Starting pitchers (5):
Cliff Lee, Fausto Carmona, Carl Pavano, Scott Lewis and Anthony Reyes.
Relief pitchers (7):
Rafael Betancourt, Zach Jackson, Masa Kobayashi, Jensen Lewis, Rafael Perez, Joe Smith and Kerry Wood.
Victor Martinez and Kelly Shoppach
Josh Barfield, Asdrubal Cabrera, Jamey Carroll, Mark DeRosa, Ryan Garko, Travis Hafner and Jhonny Peralta.
Shin-Soo Choo, Trevor Crowe, Ben Francisco and Grady Sizemore.
The Indians generally stick with 12 pitchers and 13 position players, so that's no surprise. What's different about this group is the fact that four of the infielders (Barfield, Carroll, DeRosa and Garko) could be used in the outfield, and Martinez might be at first base as much as he's behind the plate.
"Each series, it's going to be a challenge to put the best team out there," manager Eric Wedge said. "It's not just offense; it's also defense and where each individual is. We've spent a lot of time on it, and we'll continue to spend a lot of time on it."
In building this club, general manager Mark Shapiro and his staff didn't deliberately seek to have a unit comprised of guys who play more than one position.
"I still would rather have eight guys that Eric can pencil in 162 times a year that are All-Stars," Shapiro said.
But the evolution of the game, the realities of the market and the recognition that a 162-game schedule becomes a war of attrition makes versatility an asset.
"We're not looking to have guys play four positions," Shapiro said. "But there are realities of injuries, realities of depth, and that versatility ends up being an asset for a team to adapt to the rigors of 162 games. There are unknowns that are going to happen. There are going to be some disappointing performances and some injuries. What the versatility does is allow you to maneuver within that."
The Indians had to consider depth and versatility in all three of their roster decisions this spring.
Barfield didn't win his job as the 13th man on the bench because he's made significant offensive strides. He got it because he adds some speed off the bench and he proved to the Indians that he can ably handle playing the outfield and third base, in addition to his natural position at second base.
Zach Jackson didn't win his job as the seventh reliever in the bullpen because he had a dazzling ERA in Cactus League competition. Rather, Jackson, who had a 6.87 ERA in six appearances, won it because his arm is stretched out to give the Indians length, should one of their starting pitchers get pulled early in a game. But the bullpen composition could change in a hurry. Down in Columbus, veteran Vinnie Chulk, who had a strong camp and has a May 15 out clause in his contract, is on the short list to help out.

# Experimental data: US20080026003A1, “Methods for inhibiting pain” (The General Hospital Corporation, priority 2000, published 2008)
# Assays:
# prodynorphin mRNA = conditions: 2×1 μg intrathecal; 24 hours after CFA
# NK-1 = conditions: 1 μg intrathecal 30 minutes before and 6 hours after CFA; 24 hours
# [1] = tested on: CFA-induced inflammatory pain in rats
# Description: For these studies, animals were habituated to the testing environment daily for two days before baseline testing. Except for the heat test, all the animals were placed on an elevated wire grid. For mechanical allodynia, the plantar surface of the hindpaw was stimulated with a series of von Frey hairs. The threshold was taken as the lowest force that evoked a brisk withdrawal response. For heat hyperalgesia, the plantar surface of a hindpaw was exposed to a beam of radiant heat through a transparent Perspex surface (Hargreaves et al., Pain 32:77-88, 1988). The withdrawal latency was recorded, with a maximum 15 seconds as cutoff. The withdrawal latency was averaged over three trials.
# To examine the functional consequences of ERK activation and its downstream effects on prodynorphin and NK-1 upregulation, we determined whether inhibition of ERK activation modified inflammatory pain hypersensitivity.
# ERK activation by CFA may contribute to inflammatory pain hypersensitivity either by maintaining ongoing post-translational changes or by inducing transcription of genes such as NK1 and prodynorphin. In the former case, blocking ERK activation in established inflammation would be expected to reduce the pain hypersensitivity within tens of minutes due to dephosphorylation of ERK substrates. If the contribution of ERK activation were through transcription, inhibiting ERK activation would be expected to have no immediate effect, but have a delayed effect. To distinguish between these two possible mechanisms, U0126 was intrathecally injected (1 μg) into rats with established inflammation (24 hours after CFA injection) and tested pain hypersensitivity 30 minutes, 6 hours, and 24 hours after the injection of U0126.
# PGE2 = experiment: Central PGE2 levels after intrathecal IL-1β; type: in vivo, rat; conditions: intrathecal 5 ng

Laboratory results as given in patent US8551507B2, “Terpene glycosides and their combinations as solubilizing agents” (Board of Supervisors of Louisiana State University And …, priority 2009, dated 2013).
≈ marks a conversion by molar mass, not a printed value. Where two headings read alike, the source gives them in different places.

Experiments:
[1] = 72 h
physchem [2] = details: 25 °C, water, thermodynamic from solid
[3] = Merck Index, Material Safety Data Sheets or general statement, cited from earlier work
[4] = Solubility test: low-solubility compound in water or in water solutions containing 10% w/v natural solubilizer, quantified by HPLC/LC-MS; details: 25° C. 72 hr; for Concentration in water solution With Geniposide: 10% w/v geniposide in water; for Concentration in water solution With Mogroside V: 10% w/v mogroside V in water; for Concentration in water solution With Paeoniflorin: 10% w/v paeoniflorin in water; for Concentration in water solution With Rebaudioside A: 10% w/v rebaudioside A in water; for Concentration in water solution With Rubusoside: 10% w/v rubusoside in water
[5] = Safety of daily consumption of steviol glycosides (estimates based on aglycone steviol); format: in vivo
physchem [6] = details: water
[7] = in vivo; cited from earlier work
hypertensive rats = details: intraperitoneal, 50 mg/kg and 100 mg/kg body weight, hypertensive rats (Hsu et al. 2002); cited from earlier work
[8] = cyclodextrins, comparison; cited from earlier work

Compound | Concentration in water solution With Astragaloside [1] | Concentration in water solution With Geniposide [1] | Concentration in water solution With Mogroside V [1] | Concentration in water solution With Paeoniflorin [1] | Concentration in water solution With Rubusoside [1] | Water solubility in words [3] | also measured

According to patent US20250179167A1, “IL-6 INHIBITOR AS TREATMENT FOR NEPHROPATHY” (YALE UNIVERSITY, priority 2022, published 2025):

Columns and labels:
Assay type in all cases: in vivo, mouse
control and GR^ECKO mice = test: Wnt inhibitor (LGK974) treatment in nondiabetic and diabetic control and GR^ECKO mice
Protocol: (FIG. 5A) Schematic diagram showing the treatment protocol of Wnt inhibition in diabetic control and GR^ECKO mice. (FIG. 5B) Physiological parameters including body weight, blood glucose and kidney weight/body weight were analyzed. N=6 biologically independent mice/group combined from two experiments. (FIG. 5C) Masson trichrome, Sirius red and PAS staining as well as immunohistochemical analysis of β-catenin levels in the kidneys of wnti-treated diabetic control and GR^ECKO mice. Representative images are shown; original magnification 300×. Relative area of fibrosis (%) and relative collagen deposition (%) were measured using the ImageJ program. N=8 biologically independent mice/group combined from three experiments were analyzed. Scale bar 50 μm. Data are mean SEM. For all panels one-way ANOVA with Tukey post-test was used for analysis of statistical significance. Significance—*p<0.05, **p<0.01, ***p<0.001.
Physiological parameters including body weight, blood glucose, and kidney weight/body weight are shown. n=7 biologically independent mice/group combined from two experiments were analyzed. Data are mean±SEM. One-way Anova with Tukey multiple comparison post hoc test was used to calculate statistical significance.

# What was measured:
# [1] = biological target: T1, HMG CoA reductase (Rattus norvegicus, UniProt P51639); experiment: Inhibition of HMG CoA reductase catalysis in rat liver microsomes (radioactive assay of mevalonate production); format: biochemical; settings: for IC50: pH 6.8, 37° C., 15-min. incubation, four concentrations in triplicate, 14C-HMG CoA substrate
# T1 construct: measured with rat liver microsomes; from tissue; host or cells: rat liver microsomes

And though Scott Lewis and Anthony Reyes both won jobs in the rotation -- Lewis by outpitching his competition and Reyes by avoiding any setbacks with his right elbow -- the Indians will keep one eye on their other options at Columbus (left-handers David Huff, Jeremy Sowers and Aaron Laffey and veteran right-hander Kirk Saarloos) should a need arise quickly. The Indians simply don't know what they're going to get from the back of the rotation, and that of course includes third starter Carl Pavano.
So this roster, like Wedge's ever-changing lineups, is not written in stone. It is merely an early foundation upon which the season will be built. By month's end, David Dellucci (strained left calf) might be back to bump Crowe. By the end of the first half, Jake Westbrook (Tommy John elbow surgery) might be in the rotation. By season's end, in addition to the aforementioned Triple-A starters, prospects such as outfielders Matt LaPorta and Michael Brantley, infielders Luis Valbuena and Wes Hodges or reliever Tony Sipp, among others, could be on board.
For now, the ride's just beginning. The Indians will work out at the Ballpark in Arlington on Sunday afternoon, then open the regular season Monday against the Rangers.